Islamic State’s Master Plan Revolves around a Long War with the West

In The Master Plan, Brian Fishman traces the history of Islamic State (IS) from its origins as al-Qaeda’s Iraqi branch through to the present. In many ways, Fishman argues, IS has remained loyal to a seven-stage plan drawn up by one of Osama bin Laden’s deputies shortly after the fall of the Taliban in 2001. Kyle Orton writes in his review:

Al-Qaeda held that while the “near enemy” (local Arab regimes) had the support of the “far enemy” (the West, led by the U.S.), it could not be toppled. The master plan identified two exceptions—Iraq and Syria—where the regimes could be brought down without a need to sever them from the West first. Indeed, at the time the plan was being written, Saddam Hussein was clearly on borrowed time, courtesy of the [imminent] U.S. invasion. . . .

Abu Musab al-Zarqawi [the founder of IS] was in Baghdad by May 2002 and found throughout Iraq large, powerful Salafist networks that allowed the IS movement to find a foothold quickly. The regime had allowed [these] networks to grow, partly due to Hussein’s increasing Islamization of the country, but also because a mortally weakened regime was unable to restrain them. . . .

Fishman’s book punctures a number of myths about the history of IS. It is often said that IS turned to international attacks when its “caliphate” started to contract. [But] IS was always focused on the West; it just had the West on its doorstep between 2003 and 2011 [in the form of American and allied forces in Iraq]. . . .

While Gulf donors and the Saudi government are [frequently accused of] assisting IS, the reality is that, to the extent states have assisted the rise of IS, the real villains are Iran, [which sheltered important figures during the movement’s formative years], and the Syrian regime of Bashar al-Assad. Assad provided IS a hinterland that helped it ride out defeat in Iraq and facilitated its recruitment of foreign fighters during the entire period of the U.S. military presence in Iraq. Once this terrorist network turned on his regime, the support did not end.

Read more at Fathom

More about: Al Qaeda, Iraq, ISIS, Osama bin Laden, Politics & Current Affairs, Saddam Hussein

Hizballah Is Learning Israel’s Weak Spots

On Tuesday, a Hizballah drone attack injured three people in northern Israel. The next day, another attack, targeting an IDF base, injured eighteen people, six of them seriously, in Arab al-Amshe, also in the north. This second attack involved the simultaneous use of drones carrying explosives and guided antitank missiles. In both cases, the defensive systems that performed so successfully last weekend failed to stop the drones and missiles. Ron Ben-Yishai has a straightforward explanation as to why: the Lebanon-backed terrorist group is getting better at evading Israel defenses. He explains the three basis systems used to pilot these unmanned aircraft, and their practical effects:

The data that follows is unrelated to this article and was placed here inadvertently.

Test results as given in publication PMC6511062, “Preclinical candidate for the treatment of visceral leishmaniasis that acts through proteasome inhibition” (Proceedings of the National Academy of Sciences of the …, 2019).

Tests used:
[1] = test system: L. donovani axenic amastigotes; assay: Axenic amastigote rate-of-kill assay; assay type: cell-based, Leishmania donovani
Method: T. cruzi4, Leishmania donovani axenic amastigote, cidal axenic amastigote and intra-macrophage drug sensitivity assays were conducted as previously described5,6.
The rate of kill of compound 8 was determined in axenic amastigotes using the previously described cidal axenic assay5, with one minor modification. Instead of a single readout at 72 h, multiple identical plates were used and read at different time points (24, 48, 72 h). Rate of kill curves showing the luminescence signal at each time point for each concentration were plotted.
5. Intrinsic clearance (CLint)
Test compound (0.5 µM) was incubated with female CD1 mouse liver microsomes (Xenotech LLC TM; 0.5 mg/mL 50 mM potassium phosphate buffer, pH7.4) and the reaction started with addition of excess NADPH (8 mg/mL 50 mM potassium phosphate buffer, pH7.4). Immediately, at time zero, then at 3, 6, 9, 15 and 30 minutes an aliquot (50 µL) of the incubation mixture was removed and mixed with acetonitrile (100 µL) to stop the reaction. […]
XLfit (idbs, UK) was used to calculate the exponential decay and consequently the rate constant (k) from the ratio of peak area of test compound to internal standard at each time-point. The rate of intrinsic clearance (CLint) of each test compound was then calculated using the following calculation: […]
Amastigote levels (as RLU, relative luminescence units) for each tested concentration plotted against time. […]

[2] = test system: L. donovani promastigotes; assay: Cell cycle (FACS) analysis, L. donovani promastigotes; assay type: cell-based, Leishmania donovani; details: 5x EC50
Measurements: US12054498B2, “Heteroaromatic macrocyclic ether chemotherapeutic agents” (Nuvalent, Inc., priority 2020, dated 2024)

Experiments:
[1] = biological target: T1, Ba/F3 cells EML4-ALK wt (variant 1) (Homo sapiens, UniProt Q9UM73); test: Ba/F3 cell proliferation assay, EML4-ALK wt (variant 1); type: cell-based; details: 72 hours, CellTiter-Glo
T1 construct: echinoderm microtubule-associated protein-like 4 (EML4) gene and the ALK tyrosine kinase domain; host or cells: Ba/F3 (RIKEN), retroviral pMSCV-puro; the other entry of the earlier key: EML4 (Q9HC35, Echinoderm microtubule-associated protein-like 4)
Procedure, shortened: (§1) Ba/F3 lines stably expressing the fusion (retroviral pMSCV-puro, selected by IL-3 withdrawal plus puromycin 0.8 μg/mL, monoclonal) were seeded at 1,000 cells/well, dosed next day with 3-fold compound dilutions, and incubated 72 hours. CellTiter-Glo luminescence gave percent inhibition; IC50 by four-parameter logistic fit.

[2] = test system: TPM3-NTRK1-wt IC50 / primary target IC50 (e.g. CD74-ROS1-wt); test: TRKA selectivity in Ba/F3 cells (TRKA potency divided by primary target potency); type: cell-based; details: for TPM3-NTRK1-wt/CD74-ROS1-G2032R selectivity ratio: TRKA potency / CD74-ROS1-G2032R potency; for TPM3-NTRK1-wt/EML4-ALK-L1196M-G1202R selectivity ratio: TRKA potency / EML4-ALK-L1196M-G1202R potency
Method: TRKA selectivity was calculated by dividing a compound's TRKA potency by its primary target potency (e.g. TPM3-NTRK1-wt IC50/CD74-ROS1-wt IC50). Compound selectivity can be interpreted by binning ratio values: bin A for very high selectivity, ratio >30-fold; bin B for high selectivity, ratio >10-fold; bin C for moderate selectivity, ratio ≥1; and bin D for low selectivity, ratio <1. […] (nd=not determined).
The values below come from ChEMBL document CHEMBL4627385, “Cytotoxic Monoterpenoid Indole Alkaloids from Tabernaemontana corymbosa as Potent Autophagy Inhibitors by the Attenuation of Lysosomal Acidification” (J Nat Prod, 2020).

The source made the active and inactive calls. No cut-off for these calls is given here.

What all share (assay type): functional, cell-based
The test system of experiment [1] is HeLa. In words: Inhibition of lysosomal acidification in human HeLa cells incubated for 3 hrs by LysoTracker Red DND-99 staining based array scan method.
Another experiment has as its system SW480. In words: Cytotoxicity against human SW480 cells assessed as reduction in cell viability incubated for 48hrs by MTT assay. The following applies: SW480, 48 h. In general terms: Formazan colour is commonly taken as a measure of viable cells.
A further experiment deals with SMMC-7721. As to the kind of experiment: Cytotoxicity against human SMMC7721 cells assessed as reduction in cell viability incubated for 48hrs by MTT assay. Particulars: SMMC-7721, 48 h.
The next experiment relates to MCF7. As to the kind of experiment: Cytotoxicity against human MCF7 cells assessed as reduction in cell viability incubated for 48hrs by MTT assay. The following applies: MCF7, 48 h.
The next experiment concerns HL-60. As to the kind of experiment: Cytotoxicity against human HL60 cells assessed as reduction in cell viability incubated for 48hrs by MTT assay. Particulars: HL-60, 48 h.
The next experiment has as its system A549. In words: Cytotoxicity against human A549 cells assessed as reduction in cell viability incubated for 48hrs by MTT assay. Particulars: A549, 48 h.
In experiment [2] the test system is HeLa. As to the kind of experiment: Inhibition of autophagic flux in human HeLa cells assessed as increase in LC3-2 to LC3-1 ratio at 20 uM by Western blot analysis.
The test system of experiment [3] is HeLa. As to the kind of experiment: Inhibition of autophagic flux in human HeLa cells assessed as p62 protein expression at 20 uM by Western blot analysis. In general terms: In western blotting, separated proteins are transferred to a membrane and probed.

These systems allow drones to act similarly to fighter jets, using “dead zones”—areas not visible to radar or other optical detection—to approach targets. They fly low initially, then ascend just before crashing and detonating on the target. The terrain of southern Lebanon is particularly conducive to such attacks.

But this requires skills that the terror group has honed over months of fighting against Israel. The latest attacks involved a large drone capable of carrying over 50 kg (110 lbs.) of explosives. The terrorists have likely analyzed Israel’s alert and interception systems, recognizing that shooting down their drones requires early detection to allow sufficient time for launching interceptors.

The IDF tries to detect any incoming drones on its radar, as it had done prior to the war. Despite Hizballah’s learning curve, the IDF’s technological edge offers an advantage. However, the military must recognize that any measure it takes is quickly observed and analyzed, and even the most effective defenses can be incomplete. The terrain near the Lebanon-Israel border continues to pose a challenge, necessitating technological solutions and significant financial investment.

Read more at Ynet

More about: Hizballah, Iron Dome, Israeli Security